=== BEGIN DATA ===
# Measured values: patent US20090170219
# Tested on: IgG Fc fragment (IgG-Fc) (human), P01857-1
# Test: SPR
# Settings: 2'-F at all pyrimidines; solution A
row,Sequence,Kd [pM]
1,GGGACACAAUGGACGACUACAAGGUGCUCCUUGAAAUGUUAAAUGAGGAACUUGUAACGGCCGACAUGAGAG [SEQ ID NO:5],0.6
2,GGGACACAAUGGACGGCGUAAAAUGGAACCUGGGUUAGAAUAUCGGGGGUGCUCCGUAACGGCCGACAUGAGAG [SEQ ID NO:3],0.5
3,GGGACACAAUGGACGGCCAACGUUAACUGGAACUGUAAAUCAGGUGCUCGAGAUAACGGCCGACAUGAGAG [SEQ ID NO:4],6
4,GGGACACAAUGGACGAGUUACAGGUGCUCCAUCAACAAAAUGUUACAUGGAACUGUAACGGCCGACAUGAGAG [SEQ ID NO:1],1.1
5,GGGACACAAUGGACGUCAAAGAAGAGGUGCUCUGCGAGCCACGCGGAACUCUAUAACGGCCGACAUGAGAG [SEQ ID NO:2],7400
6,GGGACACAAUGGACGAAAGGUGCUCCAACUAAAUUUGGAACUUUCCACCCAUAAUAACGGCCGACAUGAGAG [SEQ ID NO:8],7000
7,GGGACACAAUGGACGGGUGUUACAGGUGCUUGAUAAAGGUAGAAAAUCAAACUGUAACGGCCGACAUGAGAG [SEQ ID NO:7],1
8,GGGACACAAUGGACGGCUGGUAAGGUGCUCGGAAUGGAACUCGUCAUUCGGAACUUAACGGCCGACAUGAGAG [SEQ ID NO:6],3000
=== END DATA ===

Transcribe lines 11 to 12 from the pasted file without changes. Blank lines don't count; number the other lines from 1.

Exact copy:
6,GGGACACAAUGGACGAAAGGUGCUCCAACUAAAUUUGGAACUUUCCACCCAUAAUAACGGCCGACAUGAGAG [SEQ ID NO:8],7000
7,GGGACACAAUGGACGGGUGUUACAGGUGCUUGAUAAAGGUAGAAAAUCAAACUGUAACGGCCGACAUGAGAG [SEQ ID NO:7],1